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Jai Chand Vs. Collector and anr. - Court Judgment

LegalCrystal Citation
SubjectService
CourtHimachal Pradesh High Court
Decided On
Case NumberCivil Writ Petn. No. 1 of 1956
Judge
Reported inAIR1956HP71
ActsConstitution of India - Articles 226 and 311
AppellantJai Chand
RespondentCollector and anr.
Advocates: M.L. Aukta, Adv.
DispositionPetition rejected
Cases Referred(b) Municipal Corporation of Greater Bombay v. K.C. Sen
Excerpt:
- .....the present petition under article 226 of the constitution, wherein i am requested to issue a writ to the collector of mahasu and the state of himachal pradesh, quashing the charge-sheet dated 14-7-1955 and the subsequent dismissal order of 8-12-1955 and directing the reinstatement of the petitioner from the date of his suspension.2. when this petition came up for hearing to-day, i called upon learned counsel for the petitioner to state whether his client preferred an appeal against the order of dismissal and if so, with what result? mr. aukta replied that no appeal had been, filed. it is not disputed that an appeal lay to the financial commissioner against the order of the collector dismissing the petitioner. the question is whether, under those circumstances, this court should.....
Judgment:

Ramabhadran, J.C.

1. The petitioner was formerly a Patwari in Teiisil Rohru, district Mahasu. He was tried, along with others, of offences under Sections 363 and 368, I. P. C., & convicted thereof by the Magistrate first class, Rohru. On appeal, however, the petitioner was acquitted by the learned Sessions Judge of Mahasu. The petitioner had been suspended by the Collector, Mahasu, during the pendency of the criminal case.

After his acquittal by the Sessions Court, the petitioner was served with a charge-sheet dated 14-7-1955 by the Collector, calling upon him to show cause why he should not be dismissed from Government service on account of his misconduct as a public servant. A reply was submitted by the petitioner on 25-7-1955. On 8-12-1955, the Collector passed an order, dismissing the petitioner from Government service. He has now filed the present petition under Article 226 of the Constitution, wherein I am requested to issue a writ to the Collector of Mahasu and the State of Himachal Pradesh, quashing the charge-sheet dated 14-7-1955 and the subsequent dismissal order of 8-12-1955 and directing the reinstatement of the petitioner from the date of his suspension.

2. When this petition came up for hearing to-day, I called upon learned counsel for the petitioner to state whether his client preferred an appeal against the order of dismissal and if so, with what result? Mr. Aukta replied that no appeal had been, filed. It is not disputed that an appeal lay to the Financial Commissioner against the order of the Collector dismissing the petitioner. The question is whether, under those circumstances, this Court should entertain a petition of this kind. I may refer to the following rulings :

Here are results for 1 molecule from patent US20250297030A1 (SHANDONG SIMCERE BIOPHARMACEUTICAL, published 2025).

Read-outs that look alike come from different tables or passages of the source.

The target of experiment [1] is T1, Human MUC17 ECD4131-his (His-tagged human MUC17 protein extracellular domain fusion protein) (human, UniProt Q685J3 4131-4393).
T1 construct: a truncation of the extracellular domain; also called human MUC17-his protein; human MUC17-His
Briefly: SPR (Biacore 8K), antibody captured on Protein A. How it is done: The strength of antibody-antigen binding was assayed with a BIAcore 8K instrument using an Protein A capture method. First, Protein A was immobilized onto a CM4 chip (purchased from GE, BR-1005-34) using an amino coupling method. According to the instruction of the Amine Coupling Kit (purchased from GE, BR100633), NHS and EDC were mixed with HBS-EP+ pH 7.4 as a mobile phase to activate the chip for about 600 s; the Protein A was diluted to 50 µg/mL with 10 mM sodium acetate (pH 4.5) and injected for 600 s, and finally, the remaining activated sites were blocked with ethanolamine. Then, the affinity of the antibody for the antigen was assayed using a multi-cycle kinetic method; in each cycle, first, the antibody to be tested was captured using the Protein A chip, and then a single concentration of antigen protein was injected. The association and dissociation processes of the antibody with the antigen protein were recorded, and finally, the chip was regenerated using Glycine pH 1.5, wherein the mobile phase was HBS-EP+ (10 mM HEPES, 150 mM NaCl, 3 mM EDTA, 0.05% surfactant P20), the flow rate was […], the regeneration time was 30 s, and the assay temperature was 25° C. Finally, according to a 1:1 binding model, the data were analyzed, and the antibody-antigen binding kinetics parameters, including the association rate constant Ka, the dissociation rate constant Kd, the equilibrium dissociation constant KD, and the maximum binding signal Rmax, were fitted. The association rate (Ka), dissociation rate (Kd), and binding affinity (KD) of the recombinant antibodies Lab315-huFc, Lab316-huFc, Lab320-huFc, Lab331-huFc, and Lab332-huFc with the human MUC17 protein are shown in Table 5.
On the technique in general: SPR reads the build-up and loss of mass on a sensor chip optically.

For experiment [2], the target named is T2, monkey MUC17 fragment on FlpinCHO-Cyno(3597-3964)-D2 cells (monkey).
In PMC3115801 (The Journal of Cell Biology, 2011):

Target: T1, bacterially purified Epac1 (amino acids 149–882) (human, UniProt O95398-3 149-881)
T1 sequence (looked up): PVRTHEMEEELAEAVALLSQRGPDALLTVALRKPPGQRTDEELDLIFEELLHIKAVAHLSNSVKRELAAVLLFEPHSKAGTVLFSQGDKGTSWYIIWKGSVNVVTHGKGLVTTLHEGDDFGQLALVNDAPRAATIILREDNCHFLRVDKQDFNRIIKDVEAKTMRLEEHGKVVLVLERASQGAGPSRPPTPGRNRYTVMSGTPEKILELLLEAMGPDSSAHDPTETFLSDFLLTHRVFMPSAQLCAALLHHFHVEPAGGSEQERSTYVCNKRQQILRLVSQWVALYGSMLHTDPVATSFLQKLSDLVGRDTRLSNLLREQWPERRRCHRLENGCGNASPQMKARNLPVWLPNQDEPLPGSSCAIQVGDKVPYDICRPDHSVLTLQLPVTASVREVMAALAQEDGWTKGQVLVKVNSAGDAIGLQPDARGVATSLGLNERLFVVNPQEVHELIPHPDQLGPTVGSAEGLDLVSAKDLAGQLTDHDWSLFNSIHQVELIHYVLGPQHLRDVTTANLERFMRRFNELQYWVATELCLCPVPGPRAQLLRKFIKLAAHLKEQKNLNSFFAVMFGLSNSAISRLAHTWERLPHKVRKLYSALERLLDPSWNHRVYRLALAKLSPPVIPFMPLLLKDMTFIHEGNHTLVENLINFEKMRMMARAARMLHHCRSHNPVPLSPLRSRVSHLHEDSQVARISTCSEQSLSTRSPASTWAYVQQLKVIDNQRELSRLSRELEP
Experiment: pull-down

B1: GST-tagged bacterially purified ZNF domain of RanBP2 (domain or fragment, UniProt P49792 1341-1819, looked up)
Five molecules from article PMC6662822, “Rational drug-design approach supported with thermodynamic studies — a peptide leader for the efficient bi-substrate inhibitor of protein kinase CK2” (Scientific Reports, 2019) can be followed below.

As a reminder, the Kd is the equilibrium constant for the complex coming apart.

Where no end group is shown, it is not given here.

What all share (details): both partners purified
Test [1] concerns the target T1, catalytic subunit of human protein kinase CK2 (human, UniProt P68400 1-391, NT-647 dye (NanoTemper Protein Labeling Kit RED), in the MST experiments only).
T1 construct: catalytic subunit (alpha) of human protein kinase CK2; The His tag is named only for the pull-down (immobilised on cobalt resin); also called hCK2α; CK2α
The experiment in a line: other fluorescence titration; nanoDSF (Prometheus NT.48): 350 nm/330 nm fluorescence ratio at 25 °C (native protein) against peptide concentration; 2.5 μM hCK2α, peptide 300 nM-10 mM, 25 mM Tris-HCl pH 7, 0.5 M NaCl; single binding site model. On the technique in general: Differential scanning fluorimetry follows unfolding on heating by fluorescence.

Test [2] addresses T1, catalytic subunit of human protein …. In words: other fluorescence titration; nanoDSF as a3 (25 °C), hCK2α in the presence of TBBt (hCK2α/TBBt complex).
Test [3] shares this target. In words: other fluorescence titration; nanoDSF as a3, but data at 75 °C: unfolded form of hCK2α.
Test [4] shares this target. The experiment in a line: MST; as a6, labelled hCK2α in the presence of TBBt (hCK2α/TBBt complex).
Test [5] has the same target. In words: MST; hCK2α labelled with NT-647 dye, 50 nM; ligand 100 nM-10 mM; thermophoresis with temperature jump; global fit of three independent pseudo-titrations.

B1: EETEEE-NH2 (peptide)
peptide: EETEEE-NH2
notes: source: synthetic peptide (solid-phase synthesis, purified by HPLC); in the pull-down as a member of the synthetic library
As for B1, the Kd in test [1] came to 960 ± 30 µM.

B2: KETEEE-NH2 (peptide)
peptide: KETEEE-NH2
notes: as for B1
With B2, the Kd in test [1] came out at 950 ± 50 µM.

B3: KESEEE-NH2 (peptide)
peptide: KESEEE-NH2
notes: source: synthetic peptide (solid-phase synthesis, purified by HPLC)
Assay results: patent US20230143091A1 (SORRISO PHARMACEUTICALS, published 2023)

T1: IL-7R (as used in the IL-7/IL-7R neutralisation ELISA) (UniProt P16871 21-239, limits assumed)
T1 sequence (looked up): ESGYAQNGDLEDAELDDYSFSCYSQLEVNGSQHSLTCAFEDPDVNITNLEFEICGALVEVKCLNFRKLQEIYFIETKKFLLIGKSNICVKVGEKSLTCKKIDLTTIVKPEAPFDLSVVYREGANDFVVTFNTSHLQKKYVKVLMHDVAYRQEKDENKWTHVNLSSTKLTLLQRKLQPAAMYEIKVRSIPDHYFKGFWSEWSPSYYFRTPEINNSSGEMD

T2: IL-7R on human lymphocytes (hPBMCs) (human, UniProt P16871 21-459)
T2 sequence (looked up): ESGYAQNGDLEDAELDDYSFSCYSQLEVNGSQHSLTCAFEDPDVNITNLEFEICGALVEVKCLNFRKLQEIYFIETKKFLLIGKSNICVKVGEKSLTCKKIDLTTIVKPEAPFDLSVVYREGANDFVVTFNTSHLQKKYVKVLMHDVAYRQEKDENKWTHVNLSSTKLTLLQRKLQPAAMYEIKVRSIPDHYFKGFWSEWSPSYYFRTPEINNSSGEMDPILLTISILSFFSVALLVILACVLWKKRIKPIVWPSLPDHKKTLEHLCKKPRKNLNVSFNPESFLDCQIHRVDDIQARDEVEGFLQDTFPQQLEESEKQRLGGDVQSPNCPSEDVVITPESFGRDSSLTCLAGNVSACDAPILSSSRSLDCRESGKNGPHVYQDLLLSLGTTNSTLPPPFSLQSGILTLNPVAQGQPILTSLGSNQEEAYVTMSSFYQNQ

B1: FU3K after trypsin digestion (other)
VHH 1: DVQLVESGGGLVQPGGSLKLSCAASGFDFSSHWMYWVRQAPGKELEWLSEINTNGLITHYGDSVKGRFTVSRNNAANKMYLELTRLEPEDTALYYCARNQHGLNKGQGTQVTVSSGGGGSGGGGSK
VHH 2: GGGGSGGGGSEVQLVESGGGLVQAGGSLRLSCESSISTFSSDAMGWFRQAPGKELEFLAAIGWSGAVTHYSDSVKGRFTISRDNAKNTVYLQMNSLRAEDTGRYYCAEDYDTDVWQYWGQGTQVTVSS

(a) 'Khurshed Mody V. Rent Controller, Bombay', AIR 1947 Bom 46 (A). There, a Division Bench of the Bombay High Court observed that:

'We agree that, ordinarily, the Court will require the petitioner to have recourse to his ordinary remedies; but if the Court finds that there is a breach of a fundamental principle of justice, it would certainly not hesitate to issue this high prerogative writ of certiorari. In this particular case, there is no allegation that the Controller, in making the order acted in any way, which was contrary to the principles of fundamental justice and, therefore, even on this ground, as the petitioner had the right of appeal, the learned Judge was right in holding that a writ of certiorari should not be issued.

If a party has a remedy given to him by law and if he does not avail himself of that opportunity, owing to his own default, this Court should not interfere by means of this high prerogative writ.'

(b) Municipal Corporation of Greater Bombay v. K.C. Sen', AIR 1952 Bom 209 (B), where a learned Judge of that High Court, following AIR 1947 Bom 46 (A), held that: ''Unless there is a violation of the fundamental principles of justice, the Court will be loath to issuer a writ of certiorari, if an appeal lies.'

3. Coming to the present case, the Collector passed the order of dismissal, holding that although the petitioner had been acquitted by the Court of Criminal Appeal, nevertheless,

'his conduct and acts, in the circumstances of the case, are calculated to have lowered himself in the estimation of the members of the public and as such, he has alienated their confidence in him as a public servant. This being so, he cannot be expected to discharge his duties to the satisfaction of the members of the public. He has, in my opinion, rendered himself undesirable and unsuitable to be retained in Government service.''

4. It is not for me to express any opinion asto whether the Collector's order was right or otherwise. That would be a matter for the decision ofthe Financial Commissioner, if and when an appealis taken to him.' Suffice it to say, that no fundamental principle of justice appears to have beenviolated. Accordingly, in consonance with the principles laid down in the above rulings, I am unableto admit this petition and hold that it was misconceived. The petitioner had an adequate and specific remedy, i.e. by way of appeal to the FinancialCommissioner which he did not choose himself toavail of. Therefore, this writ petition is rejected.


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